Expectations that the Federal Reserve would continue with its
monetary stimulus program propelled benchmarks to new highs.
However, no other major catalysts or developments could move the
markets. Meanwhile, the budget deficit forecast for 2013 has been
reduced. Household debt, which climbed up sharply during the
crisis, has fallen back to pre-recessionary levels. All the top
ten S&P 500 industry groups finished in the green among which
financials stocks gained the most.
The Dow Jones Industrial Average (DJI) gained 0.8% to close
the day at 15,215.25. The S&P 500 gained 1.0% points to
finish yesterday's trading session at 1,650.34. The tech-laden
Nasdaq Composite Index rose 0.7% to end at 3,462.61. The
fear-gauge CBOE Volatility Index (VIX) increased 1.8% to settle
at 12.77. Consolidated volumes on the New York Stock Exchange,
American Stock Exchange and Nasdaq were roughly 6.2 billion
shares, marginally below 2013's average of 6.36 billion shares.
Advancing stocks outnumbered the decliners. For the 63% that
advanced, 34% declined.
Since the start of 2013, investor optimism and the Federal
Reserve's monetary stimulus program have been primarily
responsible for the market rally. The Fed's monetary stimulus has
been largely successful in reviving the job market and household
markets. However, in the last three sessions, markets have just
gained 0.1% in the absence of any major economic reports or
catalysts. The S&P 500 has gained 16% since the start of
2013. Tuesday's trading session also witnessed the Nasdaq
reaching an all-time high of 3,468.67. Now that the earnings
season for the first quarter is almost over and no major economic
reports are due, a continuation of the rally seems
Yesterday's gains were led by investors' expectations that the
Fed will continue to purchase $85 billion worth of bonds every
month to keep the economy going. These expectations surfaced in
spite of the concerns which had arisen during the last Fed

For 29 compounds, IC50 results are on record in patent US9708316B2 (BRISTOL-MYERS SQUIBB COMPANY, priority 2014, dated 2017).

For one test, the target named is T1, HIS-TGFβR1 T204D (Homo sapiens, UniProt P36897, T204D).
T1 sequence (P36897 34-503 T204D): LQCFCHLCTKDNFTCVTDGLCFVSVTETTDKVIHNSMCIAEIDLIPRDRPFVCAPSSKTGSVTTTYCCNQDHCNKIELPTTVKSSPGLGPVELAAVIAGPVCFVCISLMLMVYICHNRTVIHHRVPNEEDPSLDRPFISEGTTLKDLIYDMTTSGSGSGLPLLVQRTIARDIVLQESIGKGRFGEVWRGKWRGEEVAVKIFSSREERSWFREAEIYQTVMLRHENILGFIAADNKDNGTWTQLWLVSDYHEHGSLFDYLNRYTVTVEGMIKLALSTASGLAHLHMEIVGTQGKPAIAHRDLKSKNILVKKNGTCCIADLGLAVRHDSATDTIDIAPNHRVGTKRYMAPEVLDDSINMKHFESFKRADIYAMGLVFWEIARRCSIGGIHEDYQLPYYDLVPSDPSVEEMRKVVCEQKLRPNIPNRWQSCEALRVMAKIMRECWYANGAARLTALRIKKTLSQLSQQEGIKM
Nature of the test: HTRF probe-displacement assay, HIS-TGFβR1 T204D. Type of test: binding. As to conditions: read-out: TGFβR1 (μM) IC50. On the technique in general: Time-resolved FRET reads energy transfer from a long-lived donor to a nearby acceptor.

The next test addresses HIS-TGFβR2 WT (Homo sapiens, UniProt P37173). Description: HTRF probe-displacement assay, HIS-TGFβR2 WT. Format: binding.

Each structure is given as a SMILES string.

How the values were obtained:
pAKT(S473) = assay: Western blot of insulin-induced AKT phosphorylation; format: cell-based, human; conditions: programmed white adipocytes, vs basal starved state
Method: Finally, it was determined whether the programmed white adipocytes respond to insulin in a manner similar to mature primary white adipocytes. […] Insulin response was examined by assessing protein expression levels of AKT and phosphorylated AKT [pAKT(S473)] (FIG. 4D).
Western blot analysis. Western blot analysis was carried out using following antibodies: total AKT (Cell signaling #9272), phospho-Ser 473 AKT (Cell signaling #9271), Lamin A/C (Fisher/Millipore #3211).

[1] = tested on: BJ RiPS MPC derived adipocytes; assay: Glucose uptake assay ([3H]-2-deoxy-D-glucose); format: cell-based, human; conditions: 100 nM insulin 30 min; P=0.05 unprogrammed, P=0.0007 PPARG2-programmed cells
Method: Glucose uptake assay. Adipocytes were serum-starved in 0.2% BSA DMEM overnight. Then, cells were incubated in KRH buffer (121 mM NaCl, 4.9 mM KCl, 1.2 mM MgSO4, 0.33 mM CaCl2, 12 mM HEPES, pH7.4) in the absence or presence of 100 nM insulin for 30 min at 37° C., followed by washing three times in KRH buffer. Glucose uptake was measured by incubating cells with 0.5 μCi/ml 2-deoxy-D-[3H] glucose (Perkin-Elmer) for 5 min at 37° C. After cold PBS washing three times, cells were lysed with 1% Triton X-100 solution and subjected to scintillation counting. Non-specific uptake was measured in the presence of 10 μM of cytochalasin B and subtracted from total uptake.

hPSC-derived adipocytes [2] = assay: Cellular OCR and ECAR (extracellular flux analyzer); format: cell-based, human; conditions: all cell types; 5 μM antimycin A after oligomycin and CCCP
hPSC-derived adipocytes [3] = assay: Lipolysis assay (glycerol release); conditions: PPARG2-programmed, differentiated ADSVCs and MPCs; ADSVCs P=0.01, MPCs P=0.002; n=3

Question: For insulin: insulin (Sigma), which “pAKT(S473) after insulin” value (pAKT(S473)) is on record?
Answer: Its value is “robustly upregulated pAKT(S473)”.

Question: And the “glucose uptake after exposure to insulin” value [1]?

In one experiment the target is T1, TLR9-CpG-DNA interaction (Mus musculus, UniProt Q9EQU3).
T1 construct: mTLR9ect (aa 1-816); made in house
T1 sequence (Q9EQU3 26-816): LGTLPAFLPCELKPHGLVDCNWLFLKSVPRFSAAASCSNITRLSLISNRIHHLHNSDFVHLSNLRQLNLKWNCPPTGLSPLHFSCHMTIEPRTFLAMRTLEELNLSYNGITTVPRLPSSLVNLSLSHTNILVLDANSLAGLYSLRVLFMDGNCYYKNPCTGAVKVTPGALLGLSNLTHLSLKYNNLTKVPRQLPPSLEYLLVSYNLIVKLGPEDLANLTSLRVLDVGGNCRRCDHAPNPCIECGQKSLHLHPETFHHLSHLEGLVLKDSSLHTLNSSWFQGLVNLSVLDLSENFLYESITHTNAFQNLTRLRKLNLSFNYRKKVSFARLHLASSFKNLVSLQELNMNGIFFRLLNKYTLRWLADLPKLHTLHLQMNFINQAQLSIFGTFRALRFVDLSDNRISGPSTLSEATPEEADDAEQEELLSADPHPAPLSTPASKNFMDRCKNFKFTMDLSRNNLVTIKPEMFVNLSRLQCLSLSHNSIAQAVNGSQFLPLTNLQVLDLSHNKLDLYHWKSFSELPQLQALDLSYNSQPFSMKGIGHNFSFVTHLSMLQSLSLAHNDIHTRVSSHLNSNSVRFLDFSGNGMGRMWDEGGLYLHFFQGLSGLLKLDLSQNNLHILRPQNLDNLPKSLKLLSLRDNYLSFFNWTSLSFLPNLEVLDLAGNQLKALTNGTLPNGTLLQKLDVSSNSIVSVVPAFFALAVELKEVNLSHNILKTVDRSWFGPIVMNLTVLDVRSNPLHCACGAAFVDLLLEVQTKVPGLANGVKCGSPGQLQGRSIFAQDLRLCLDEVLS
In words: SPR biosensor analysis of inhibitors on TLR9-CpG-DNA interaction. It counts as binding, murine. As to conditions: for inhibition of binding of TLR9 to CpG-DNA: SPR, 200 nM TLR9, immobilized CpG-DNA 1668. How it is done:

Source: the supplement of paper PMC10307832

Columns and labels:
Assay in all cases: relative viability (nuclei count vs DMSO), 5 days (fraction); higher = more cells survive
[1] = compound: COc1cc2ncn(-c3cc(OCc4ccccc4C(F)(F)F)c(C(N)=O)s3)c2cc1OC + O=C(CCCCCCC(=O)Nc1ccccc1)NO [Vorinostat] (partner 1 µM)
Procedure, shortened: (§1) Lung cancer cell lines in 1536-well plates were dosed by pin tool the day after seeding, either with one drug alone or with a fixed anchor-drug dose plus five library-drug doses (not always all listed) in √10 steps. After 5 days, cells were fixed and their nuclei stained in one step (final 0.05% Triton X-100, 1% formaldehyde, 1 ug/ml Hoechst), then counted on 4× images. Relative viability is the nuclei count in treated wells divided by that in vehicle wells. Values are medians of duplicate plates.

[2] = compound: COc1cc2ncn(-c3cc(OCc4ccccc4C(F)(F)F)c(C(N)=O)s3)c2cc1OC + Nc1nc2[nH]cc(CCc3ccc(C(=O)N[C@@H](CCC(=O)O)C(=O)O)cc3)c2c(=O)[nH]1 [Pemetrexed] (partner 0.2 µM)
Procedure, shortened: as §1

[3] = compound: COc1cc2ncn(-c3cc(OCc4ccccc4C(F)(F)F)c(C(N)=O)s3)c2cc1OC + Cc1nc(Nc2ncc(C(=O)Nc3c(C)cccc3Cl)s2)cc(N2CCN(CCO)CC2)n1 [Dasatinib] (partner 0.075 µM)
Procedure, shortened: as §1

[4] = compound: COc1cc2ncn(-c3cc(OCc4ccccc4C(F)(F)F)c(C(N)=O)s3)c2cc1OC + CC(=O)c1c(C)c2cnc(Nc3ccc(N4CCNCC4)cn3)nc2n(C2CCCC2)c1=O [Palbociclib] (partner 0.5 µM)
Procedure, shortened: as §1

meeting on whether or not the bond buying program should be
continued. Tuesday's session was dominated by substantial of
large cap companies based on these expectations.
Meanwhile, according to a government report released
yesterday, the budget deficit for 2013 is expected to be lower
compared to the figure projected a couple of months ago. The
Congressional Budget Office expects the 2013 budget deficit to be
$642 billion compared to $845 billion, which was predicted in
early 2013. This new figure is 4% of the country's economy. In
percentage terms, this figure is much less than the 10.1% which
was recorded during the midst of the financial crisis in 2009,
when the budget deficit came in at $1.4 trillion.
Since the past four years, the budget deficit has been in the
trillion-dollar club. But the figure has now gone down below the
trillion-dollar mark. Assuming that this trend continues, 2015
budget deficit is expected to be $378 billion or 2.1% of the
According to a report released by the Federal Bank of New
York, U.S. Households debt was recorded at $11.2 trillion, about
1% lower than the $12.7 trillion recorded during the financial
crisis of 2008. This figure has also reached its lowest level
since 2006. According to the report, the fall in the household
debt is attributable to the fall in the delinquency rates.
Delinquency rates on mortgages, credit cards and home equity
loans dropped by 0.2%, 0.4% and 0.5%, respectively.
Of the top ten S&P 500 industry groups, financial stocks
gained the most. The Financial Select Sector SPDR (XLF) gained
1.7%. Stocks such as Bank of America Corp (NYSE:
), JPMorgan Chase & Co. (NYSE:
), Goldman Sachs Group, Inc. (NYSE:
), Wells Fargo & Co. (NYSE:
) and Citigroup Inc. (NYSE:
) gained 2.8%, 1.1%, 3.3%, 1.5% and 2.4%, respectively.
BANK OF AMER CP (BAC): Free Stock Analysis
CITIGROUP INC (C): Free Stock Analysis Report
GOLDMAN SACHS (GS): Free Stock Analysis
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WELLS FARGO-NEW (WFC): Free Stock Analysis
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